Life lessons from my first marathon experience

Photo Credit goes to my friend, Sandra

Portland, OR Marathon is in the books. I’m glad to be a part of the 26.2 mile club. This was my first time running a full marathon. According to Google, less than 1% of the population have finished a marathon. So if you’ve also completed a marathon, then you’re in the 1%.

Running and training for a marathon taught me a lot about life. I was thinking about this on my drive home with friends.

Here are the lessons I felt I learned from my experience of training for a marathon.

#1) You will never at any point feel like you’re “fully” prepared — Around a month and a half out from the marathon date, I got an injury. In fact, I couldn’t run anymore than three miles without my left knee being in excruciating pain. It got to a point where I had to go see two doctors and a physical therapist. This would continue until the Wednesday before race day (around a month and a half time period).

Not a day went by without me contemplating whether I should back out of this race. I was worried that I wasn’t training enough. I was worried whether I would aggravate my injury. Those were all legitimate concerns, but I decided to go through with it anyways.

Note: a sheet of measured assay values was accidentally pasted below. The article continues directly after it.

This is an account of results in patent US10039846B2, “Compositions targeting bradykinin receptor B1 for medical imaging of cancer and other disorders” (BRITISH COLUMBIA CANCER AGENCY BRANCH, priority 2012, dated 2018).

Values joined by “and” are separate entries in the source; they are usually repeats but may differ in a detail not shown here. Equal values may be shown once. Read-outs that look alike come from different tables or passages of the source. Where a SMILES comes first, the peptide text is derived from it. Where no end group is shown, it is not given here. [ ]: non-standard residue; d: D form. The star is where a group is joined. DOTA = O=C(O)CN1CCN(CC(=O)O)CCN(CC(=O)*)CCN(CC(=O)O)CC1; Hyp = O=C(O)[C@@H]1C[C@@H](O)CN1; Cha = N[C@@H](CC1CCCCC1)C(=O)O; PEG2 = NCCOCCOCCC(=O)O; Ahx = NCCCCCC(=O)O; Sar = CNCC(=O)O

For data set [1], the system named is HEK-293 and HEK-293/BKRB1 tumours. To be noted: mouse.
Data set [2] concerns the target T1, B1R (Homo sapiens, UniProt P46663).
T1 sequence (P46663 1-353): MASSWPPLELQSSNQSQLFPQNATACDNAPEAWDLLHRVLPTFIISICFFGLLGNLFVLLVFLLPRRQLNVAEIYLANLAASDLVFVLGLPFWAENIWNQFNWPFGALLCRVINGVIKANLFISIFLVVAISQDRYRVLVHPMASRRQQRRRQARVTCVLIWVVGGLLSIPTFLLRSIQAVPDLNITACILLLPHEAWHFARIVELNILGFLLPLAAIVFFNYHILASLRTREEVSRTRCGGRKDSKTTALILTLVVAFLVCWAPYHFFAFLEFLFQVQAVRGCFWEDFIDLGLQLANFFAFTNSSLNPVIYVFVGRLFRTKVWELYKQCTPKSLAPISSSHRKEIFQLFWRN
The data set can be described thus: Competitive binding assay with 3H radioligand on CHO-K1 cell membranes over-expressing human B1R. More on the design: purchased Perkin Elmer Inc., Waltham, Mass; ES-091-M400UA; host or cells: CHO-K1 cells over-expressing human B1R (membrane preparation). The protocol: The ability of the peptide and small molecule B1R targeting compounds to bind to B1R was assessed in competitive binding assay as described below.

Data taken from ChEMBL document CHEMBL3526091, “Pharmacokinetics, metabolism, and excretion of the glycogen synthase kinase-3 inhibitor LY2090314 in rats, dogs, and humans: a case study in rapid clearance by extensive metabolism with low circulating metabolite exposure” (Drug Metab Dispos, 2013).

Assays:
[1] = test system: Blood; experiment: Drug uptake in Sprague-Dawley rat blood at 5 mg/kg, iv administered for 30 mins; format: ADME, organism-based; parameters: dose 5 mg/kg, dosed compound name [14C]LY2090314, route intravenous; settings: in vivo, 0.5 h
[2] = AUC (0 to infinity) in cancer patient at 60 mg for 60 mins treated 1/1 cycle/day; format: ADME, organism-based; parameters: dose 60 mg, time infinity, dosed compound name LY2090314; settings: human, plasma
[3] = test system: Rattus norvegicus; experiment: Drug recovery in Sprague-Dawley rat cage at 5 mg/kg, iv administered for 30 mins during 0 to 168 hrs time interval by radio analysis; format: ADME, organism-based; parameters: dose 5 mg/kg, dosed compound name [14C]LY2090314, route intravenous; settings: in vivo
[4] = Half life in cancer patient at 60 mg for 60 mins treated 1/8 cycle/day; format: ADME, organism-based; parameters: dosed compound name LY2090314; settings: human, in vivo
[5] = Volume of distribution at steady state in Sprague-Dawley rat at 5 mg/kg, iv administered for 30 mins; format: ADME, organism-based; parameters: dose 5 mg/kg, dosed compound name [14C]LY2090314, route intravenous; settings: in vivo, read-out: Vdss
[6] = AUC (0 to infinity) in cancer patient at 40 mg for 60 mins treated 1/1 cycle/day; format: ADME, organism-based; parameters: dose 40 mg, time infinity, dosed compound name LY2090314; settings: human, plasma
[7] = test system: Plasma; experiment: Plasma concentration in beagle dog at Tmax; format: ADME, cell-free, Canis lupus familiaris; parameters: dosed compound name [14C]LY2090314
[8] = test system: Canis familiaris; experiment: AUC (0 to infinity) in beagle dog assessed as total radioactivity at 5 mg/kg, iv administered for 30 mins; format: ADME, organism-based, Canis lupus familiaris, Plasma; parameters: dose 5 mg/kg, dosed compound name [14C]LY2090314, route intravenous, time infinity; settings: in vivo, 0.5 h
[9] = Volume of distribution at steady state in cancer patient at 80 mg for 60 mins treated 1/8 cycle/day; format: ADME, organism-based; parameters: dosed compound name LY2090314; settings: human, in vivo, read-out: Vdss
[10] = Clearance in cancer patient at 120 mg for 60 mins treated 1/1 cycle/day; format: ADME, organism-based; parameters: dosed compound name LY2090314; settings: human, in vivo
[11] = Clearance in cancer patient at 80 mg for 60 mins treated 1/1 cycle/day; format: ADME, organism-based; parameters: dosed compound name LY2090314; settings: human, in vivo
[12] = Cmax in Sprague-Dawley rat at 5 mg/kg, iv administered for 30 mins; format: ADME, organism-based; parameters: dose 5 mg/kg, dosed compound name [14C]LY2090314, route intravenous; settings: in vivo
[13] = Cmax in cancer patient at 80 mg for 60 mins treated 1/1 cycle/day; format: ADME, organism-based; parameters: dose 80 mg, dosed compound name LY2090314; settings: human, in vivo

There will never be a point in your life when you will have all of your ducks lined up in a row. You can take time to methodically plan everything, but life gets in the way and it messes up your entire plan. I believe it’s important to take chances and just go for it! Things will work out. By the way, my left knee feels fantastic even after the race. :)

#2) You’re not the only one who’s experiencing pain — At around mile 18, my legs started going numb. It was a combination of this marathon being the longest continuous distance I’ve ever run and that it was pouring down rain. When I hit mile 20, I regained feeling in my legs. They were in extreme pain. In fact, I couldn’t decide which hurt more; my feet or my legs.

Well guess what, EVERYBODY around you is in some kind of pain and is pushing through it. EVERYBODY around you is dealing with some kind of problem or undesirable circumstance but they are still pushing through it. If they can push through it with a smile on their face, so can you.

#3) You are stronger as a team — For this event, I was fortunate enough to be surrounded by a great group of people who helped give me training advice, nutrition tips, and support. Running definitely seems like an individual support. But running a marathon is an entirely different animal. I couldn’t have made it through this event without them cheering me on from my sideline.

Aspire for higher my friends,

Andre

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